Medical Officer's

of the Commonwealth from DIMIA's Health Assessment Service (HAS) have,

to date, issued the "health undertakings" for persons in detention.

For information regarding

such Health Undertakings you should contact the Health Assessment Service

of DIMIA

HSA employs several

medical practitioners appointed as "Medical Officer of the Commonwealth"

but they do not perform the above role.

HEALTH UNDERTAKINGS

If so, would such

undertakings only be made in respect of matters such as TB and hepatitis

when the individual has been in detention for a short period? In other

instances, given that detention is often for a considerable period, would

treatment commence within the detention centre?

This inquiry would

best be directed to DIMIA's "Health Assessment Service" as the

HAS issues such undertakings.

STATE AND COMMONWEALTH OFFICERS

ROLE

Are State or Commonwealth

officers responsible for ensuring that people with hepatitis etc are not

allowed t work in detention centre kitchens?

HSA recommends this

question be directed to DIMIA , State and Commonwealth Health Departments,

and the provider of such service involved in management of detention centre

operations eg ACM.

HSA is not in a position

to precisely identify the responsibility for such matters

DETENTION CENTRE KITCHENS

AND FOOD SERVICES

Has Health Services

Australia been asked to certify that detention centre kitchens and food

services meet required standards, or is this undertaken purely by State

authorities?

HSA does not certify

standards for detention Centre kitchens nor is it part of HSA's remit

to do so.

HSA suggests this

question be directed to State or Commonwealth Health authorities or the

DIMIA contractor providing these services .

RESTRICTIONS FOR TB

What restrictions

on contact with others should be imposed for people with TB, hepatitis,

and other communicable/notifiable diseases?

The restrictions

and management for persons with such potentially communicable diseases

vary depending on the individual disease and its infectivity Individual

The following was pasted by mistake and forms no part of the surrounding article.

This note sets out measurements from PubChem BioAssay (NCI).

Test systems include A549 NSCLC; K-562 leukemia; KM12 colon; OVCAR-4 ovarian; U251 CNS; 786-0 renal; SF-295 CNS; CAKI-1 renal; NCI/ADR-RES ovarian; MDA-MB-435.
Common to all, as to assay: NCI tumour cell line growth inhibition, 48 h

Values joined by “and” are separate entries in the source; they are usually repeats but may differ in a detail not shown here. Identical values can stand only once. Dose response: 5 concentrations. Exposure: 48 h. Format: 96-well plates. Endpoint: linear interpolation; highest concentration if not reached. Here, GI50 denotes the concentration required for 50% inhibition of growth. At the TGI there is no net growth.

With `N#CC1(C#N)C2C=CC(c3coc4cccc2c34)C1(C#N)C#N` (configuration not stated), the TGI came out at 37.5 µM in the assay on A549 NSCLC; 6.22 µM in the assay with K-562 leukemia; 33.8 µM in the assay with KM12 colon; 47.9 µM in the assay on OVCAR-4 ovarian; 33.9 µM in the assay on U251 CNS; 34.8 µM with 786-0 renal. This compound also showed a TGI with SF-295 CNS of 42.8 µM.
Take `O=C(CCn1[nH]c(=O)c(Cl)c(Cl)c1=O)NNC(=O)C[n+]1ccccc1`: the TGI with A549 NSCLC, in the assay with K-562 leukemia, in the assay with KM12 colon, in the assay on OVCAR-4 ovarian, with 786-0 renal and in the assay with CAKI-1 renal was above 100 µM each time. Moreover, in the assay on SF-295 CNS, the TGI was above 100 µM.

state health legislation is also relevant.

A general reference

is available in the NHMRC publication

"The Australian

Immunisation Handbook" prepared by the Commonwealth Department of

Health and Aged Care. This may be of assistance.

Comprehensive information

on each disease and information on medically indicated restrictions applicable,

may be obtained from State Health Authorities

HEALTH ASSESSMENT SERVICES

Does HAS have

any role in notifying such diseases or is this wholly the responsibility

of ACM? (as is stated by DIMIA, Submission, p.62)

Notification of "notifiable

diseases" resides with service provider staff of ACM (medical practitioner

employed by ACM) in accordance with relevant State Health legislation.

FOLLOW UP OF DETAINEES

Does Health Services

Australia have any follow-up role with respect to people in immigration

detention centres - for example, would it ensure that required disability

support, including appliances, was provided?

HSA has not had a

role in "follow up" with respect of people in immigration detention

centres.HSA has not been involved in ensuring that disability support

including appliances were provided.

HEALTH STANDARDS FOR VISAS

Could you also

state what is required in terms of health standards for persons on a visitor's

visa. If this varies according to the country of residence of the intending

visitor, or the length of the visa, can you identify variations.

This information

is comprehensively documented in DIMIA PAM 3;Schedule 4/4005A chapter

of this document entitled "The Health Assessment Framework"

provides a summary in a table format which will be of assistance regarding

this inquiry.

HEALTH STANDARDS FOR VISAS

Could you briefly

outline the health tests that must be completed, and the basic standard

of health to be met by persons seeking to spend more than 12 months in

Australia, including those migrating.

The tests and criteria

vary with age of applicant , country of origin and type of visa sought

The detailed answer

to this question is contained in the DIMIA Procedures Advice Manual 3;Sch4/400

"The Health Requirement"

HSA advises that

this information may be sought from the "Health Assessment Service"

of DIMIA

Last

Updated 10 October 2002.